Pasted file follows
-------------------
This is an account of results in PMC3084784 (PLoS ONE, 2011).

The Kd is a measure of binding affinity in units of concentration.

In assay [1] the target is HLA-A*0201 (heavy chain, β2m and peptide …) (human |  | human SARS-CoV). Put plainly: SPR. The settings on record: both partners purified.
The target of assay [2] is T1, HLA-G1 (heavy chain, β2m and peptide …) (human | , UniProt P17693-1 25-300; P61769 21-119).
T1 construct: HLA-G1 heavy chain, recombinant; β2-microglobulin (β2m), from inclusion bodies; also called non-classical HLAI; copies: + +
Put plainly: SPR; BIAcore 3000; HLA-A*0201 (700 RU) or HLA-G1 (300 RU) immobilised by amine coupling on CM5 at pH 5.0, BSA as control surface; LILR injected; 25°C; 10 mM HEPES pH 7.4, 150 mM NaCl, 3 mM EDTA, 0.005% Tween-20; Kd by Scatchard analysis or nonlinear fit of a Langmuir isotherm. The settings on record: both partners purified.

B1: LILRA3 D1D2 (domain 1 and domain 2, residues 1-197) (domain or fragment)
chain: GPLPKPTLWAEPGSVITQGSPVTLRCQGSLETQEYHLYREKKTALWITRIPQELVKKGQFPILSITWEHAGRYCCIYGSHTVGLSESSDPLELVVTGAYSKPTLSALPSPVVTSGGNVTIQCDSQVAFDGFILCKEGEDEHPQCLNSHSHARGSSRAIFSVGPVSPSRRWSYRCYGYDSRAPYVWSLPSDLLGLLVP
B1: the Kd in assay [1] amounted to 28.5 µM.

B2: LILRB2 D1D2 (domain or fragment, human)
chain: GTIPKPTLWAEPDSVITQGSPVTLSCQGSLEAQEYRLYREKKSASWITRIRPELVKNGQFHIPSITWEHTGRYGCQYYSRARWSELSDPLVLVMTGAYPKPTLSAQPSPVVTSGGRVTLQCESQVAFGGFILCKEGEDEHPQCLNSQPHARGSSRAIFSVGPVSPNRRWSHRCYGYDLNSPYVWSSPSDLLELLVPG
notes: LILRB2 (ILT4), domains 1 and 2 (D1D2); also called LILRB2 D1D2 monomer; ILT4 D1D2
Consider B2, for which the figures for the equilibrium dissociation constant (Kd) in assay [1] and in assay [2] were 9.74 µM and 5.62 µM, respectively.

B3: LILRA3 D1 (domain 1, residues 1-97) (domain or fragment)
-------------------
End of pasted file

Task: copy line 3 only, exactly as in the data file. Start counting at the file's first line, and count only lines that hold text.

In assay [1] the target is HLA-A*0201 (heavy chain, β2m and peptide …) (human |  | human SARS-CoV). Put plainly: SPR. The settings on record: both partners purified.